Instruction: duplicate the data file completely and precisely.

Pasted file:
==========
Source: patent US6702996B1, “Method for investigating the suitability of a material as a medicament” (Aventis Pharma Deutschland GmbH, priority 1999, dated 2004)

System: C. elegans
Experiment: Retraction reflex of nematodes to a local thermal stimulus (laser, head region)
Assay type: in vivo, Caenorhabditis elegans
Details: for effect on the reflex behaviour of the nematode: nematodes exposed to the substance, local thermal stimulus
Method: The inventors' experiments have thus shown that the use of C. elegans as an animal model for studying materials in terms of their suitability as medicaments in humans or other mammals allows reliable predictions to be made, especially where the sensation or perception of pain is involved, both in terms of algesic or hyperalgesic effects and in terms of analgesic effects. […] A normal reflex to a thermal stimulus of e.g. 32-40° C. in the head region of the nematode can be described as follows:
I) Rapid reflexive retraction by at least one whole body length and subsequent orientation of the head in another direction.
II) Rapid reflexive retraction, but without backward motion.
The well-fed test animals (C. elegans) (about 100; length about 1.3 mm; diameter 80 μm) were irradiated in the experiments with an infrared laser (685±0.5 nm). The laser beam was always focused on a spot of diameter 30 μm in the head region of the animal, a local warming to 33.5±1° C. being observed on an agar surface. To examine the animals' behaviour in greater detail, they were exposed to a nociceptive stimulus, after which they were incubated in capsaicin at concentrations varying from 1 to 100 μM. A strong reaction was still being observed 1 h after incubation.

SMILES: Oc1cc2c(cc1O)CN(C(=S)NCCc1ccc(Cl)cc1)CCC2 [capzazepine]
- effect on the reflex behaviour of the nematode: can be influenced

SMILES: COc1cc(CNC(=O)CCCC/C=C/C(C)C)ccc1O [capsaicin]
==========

Source: patent US6702996B1, “Method for investigating the suitability of a material as a medicament” (Aventis Pharma Deutschland GmbH, priority 1999, dated 2004)

System: C. elegans
Experiment: Retraction reflex of nematodes to a local thermal stimulus (laser, head region)
Assay type: in vivo, Caenorhabditis elegans
Details: for effect on the reflex behaviour of the nematode: nematodes exposed to the substance, local thermal stimulus
Method: The inventors' experiments have thus shown that the use of C. elegans as an animal model for studying materials in terms of their suitability as medicaments in humans or other mammals allows reliable predictions to be made, especially where the sensation or perception of pain is involved, both in terms of algesic or hyperalgesic effects and in terms of analgesic effects. […] A normal reflex to a thermal stimulus of e.g. 32-40° C. in the head region of the nematode can be described as follows:
I) Rapid reflexive retraction by at least one whole body length and subsequent orientation of the head in another direction.
II) Rapid reflexive retraction, but without backward motion.
The well-fed test animals (C. elegans) (about 100; length about 1.3 mm; diameter 80 μm) were irradiated in the experiments with an infrared laser (685±0.5 nm). The laser beam was always focused on a spot of diameter 30 μm in the head region of the animal, a local warming to 33.5±1° C. being observed on an agar surface. To examine the animals' behaviour in greater detail, they were exposed to a nociceptive stimulus, after which they were incubated in capsaicin at concentrations varying from 1 to 100 μM. A strong reaction was still being observed 1 h after incubation.

SMILES: Oc1cc2c(cc1O)CN(C(=S)NCCc1ccc(Cl)cc1)CCC2 [capzazepine]
- effect on the reflex behaviour of the nematode: can be influenced

SMILES: COc1cc(CNC(=O)CCCC/C=C/C(C)C)ccc1O [capsaicin]